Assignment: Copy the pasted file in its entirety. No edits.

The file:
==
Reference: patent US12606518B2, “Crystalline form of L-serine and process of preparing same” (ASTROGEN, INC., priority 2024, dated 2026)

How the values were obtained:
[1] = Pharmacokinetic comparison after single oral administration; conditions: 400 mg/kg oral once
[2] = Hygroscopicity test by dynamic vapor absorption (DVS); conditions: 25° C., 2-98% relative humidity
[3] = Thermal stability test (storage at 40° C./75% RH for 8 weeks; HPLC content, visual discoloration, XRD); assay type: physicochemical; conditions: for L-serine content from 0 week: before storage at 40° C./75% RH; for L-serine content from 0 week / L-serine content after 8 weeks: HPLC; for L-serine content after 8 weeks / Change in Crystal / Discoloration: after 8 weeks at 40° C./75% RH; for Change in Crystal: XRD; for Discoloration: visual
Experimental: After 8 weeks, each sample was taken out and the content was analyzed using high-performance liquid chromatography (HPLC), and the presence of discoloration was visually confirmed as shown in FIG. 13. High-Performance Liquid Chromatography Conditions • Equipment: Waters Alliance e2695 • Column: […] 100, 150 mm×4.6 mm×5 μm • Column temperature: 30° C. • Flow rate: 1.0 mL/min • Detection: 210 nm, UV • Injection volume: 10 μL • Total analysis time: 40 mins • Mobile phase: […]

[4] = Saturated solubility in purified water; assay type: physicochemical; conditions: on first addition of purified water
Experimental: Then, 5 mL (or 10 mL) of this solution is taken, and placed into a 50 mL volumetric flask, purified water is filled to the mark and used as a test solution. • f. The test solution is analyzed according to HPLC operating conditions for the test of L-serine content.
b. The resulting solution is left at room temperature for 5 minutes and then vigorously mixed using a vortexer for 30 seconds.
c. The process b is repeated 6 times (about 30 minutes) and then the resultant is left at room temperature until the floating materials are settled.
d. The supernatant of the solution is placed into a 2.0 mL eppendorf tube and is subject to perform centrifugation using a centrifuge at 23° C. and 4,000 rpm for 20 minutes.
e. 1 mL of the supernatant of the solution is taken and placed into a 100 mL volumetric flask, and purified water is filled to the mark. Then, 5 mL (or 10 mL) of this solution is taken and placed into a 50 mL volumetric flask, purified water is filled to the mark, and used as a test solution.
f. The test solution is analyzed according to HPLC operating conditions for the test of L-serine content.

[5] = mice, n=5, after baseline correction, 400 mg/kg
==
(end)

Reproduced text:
Reference: patent US12606518B2, “Crystalline form of L-serine and process of preparing same” (ASTROGEN, INC., priority 2024, dated 2026)

How the values were obtained:
[1] = Pharmacokinetic comparison after single oral administration; conditions: 400 mg/kg oral once
[2] = Hygroscopicity test by dynamic vapor absorption (DVS); conditions: 25° C., 2-98% relative humidity
[3] = Thermal stability test (storage at 40° C./75% RH for 8 weeks; HPLC content, visual discoloration, XRD); assay type: physicochemical; conditions: for L-serine content from 0 week: before storage at 40° C./75% RH; for L-serine content from 0 week / L-serine content after 8 weeks: HPLC; for L-serine content after 8 weeks / Change in Crystal / Discoloration: after 8 weeks at 40° C./75% RH; for Change in Crystal: XRD; for Discoloration: visual
Experimental: After 8 weeks, each sample was taken out and the content was analyzed using high-performance liquid chromatography (HPLC), and the presence of discoloration was visually confirmed as shown in FIG. 13. High-Performance Liquid Chromatography Conditions • Equipment: Waters Alliance e2695 • Column: […] 100, 150 mm×4.6 mm×5 μm • Column temperature: 30° C. • Flow rate: 1.0 mL/min • Detection: 210 nm, UV • Injection volume: 10 μL • Total analysis time: 40 mins • Mobile phase: […]

[4] = Saturated solubility in purified water; assay type: physicochemical; conditions: on first addition of purified water
Experimental: Then, 5 mL (or 10 mL) of this solution is taken, and placed into a 50 mL volumetric flask, purified water is filled to the mark and used as a test solution. • f. The test solution is analyzed according to HPLC operating conditions for the test of L-serine content.
b. The resulting solution is left at room temperature for 5 minutes and then vigorously mixed using a vortexer for 30 seconds.
c. The process b is repeated 6 times (about 30 minutes) and then the resultant is left at room temperature until the floating materials are settled.
d. The supernatant of the solution is placed into a 2.0 mL eppendorf tube and is subject to perform centrifugation using a centrifuge at 23° C. and 4,000 rpm for 20 minutes.
e. 1 mL of the supernatant of the solution is taken and placed into a 100 mL volumetric flask, and purified water is filled to the mark. Then, 5 mL (or 10 mL) of this solution is taken and placed into a 50 mL volumetric flask, purified water is filled to the mark, and used as a test solution.
f. The test solution is analyzed according to HPLC operating conditions for the test of L-serine content.

[5] = mice, n=5, after baseline correction, 400 mg/kg